How to Manage Pests

Pests of Homes, Structures, People, and Pets

Deer Mouse

Published 6/12

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Adult deer mouse. Note the large ears and eyes and the white underside of the body and tail—all distinguishing characteristics between the deer mouse and house mouse.

Adult deer mouse. Note the large ears and eyes and the white underside of the body and tail—all distinguishing characteristics between the deer mouse and house mouse.

House mice are frequently found in residential households. They lack a white underside and have a relatively hairless tail.

House mice are frequently found in residential households. They lack a white underside and have a relatively hairless tail.

A deer mouse has chewed open this almond and removed its nut meat.

A deer mouse has chewed open this almond and removed its nut meat.

The deer mouse, Peromyscus maniculatus, often referred to as a white-footed mouse, is the most abundant and widely distributed mammal in North America. A member of a large group of species and subspecies of the genus Peromyscus, deer mice are very proficient jumpers and runners that received their name due to their agility.

Deer mice are a particular concern because they spread hantavirus, which can be deadly to people. Because deer mice prefer forests, grasslands, and agricultural crops, they aren’t normally found within urban and residential areas unless fields, forests, or other suitable habitats surround those areas.


There are seven species of mice belonging to the genus Peromyscus in California. The deer mouse is the most widespread and common of these species. The other species are the brush mouse (P. boylii), the California mouse (P. californicus), the canyon mouse (P. crinitus), the cactus mouse (P. eremicus), the northern Baja deer mouse (P. fraterculus), and the pinyon mouse (P. truei).

These species are difficult to distinguish from one another, as almost all of them have characteristic white undersides, legs, and feet and dark to light brown backs. Their tail is bicolored, with white on the bottom and the darker color on top. Although white-footed mice typically exhibit larger eyes, ears, and overall body size, their bicolored tail is the easiest feature to use to distinguish them from house mice, Mus musculus; house mice also have almost furless tails and an overall gray-brown coat.

The deer mouse is found in all types of habitats throughout California including forests, grasslands, scrublands, and agricultural lands. Other species of Peromyscus are more restricted and are found in chaparral, pinyon-juniper, rocky canyons, and other similar environments.

Deer mice are nocturnal and spend the day in refuges or nests. Nests consist of stems, twigs, leaves, and roots of grasses and other fibrous materials and may be lined with fur, feathers, or shredded cloth. Nest sites include tree hollows, stumps, and roots as well as the underside of rocks and logs. Deer mice also nest above ground and have been known to utilize abandoned squirrel and bird nests or nest inside buildings. Deer mice don’t hibernate, but they may become dormant (torpid) when the weather is especially severe. They nest in family groups throughout the winter.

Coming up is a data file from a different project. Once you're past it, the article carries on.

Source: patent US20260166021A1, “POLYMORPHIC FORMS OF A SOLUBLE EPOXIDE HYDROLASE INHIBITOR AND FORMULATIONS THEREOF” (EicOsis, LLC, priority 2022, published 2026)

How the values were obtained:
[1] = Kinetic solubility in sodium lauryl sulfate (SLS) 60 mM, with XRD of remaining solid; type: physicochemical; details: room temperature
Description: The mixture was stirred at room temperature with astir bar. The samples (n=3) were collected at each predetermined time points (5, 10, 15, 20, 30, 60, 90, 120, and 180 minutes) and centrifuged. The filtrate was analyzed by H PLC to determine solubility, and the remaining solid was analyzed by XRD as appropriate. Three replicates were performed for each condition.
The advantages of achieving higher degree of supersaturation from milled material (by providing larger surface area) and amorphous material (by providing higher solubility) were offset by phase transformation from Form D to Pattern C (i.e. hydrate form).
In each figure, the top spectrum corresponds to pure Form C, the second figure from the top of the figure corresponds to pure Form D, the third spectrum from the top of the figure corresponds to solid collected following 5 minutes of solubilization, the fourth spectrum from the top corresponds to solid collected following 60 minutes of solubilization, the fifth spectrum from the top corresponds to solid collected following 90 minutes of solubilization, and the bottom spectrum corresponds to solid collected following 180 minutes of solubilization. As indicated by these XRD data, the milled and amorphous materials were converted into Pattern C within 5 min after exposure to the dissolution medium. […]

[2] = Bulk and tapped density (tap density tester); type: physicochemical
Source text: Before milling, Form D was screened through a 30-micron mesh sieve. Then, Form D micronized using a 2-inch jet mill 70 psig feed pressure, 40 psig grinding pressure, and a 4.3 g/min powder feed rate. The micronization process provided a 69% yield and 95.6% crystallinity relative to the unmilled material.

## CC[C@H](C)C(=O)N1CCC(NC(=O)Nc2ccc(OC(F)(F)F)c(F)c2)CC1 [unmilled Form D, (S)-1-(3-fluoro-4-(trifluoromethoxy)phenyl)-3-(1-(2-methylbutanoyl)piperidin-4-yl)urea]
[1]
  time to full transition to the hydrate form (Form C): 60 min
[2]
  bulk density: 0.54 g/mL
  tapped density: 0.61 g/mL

Deer mice are predominantly granivorous, feeding on a range of seeds. However, they will also consume fruits, invertebrates, fungi, and to a lesser extent green vegetation. Deer mice are often known to cache their food and store some of their food near their nests, especially in autumn when foods such as tree seeds and nuts are most plentiful.

Deer mice don’t usually breed during winter. However, the chronology and duration of breeding varies within and between populations. In the presence of abundant food supplies, reproduction can be prolonged and mice can breed over winter. In warm regions, reproduction may occur year-round.

Litter size is typically between three and six young. Female deer mice can be reproductively active as early as six weeks of age. In the wild, deer mice rarely survive for more than two years.


Because of their small size, deer mice can gain entry into many buildings and often enter vacated homes, cabins, and other structures where they build nests and store food. However, deer mice aren’t common in urban and residential areas unless large or numerous parks and/or fields are nearby. Deer mice damage upholstered furniture, mattresses, clothing, paper, or other materials they find suitable for constructing their nests. Nests, droppings, and other signs left by deer mice are similar to those of house mice. However, deer mice have a much greater tendency to cache food supplies such as acorns, seeds, or nuts than do house mice. This may help in the identification of the species of mouse responsible for the observed damage.

Deer mice are also a pest in some forested and agricultural lands. Seed predation by deer mice and other rodents has contributed to slow regeneration or complete reestablishment failure in coniferous forests, especially during the initial stages of regeneration. It is believed that deer mice are the most important predator of seeds in parts of the United States, particularly in Douglas-fir stands, where the deer mouse destroys more Douglas-fir seed than any other mammal or bird. Douglas-fir and other commercial coniferous species are often hand planted despite the added cost, as reforestation by direct seeding of clear-cut areas is particularly prone to predation by deer mice and other seed-eating rodents.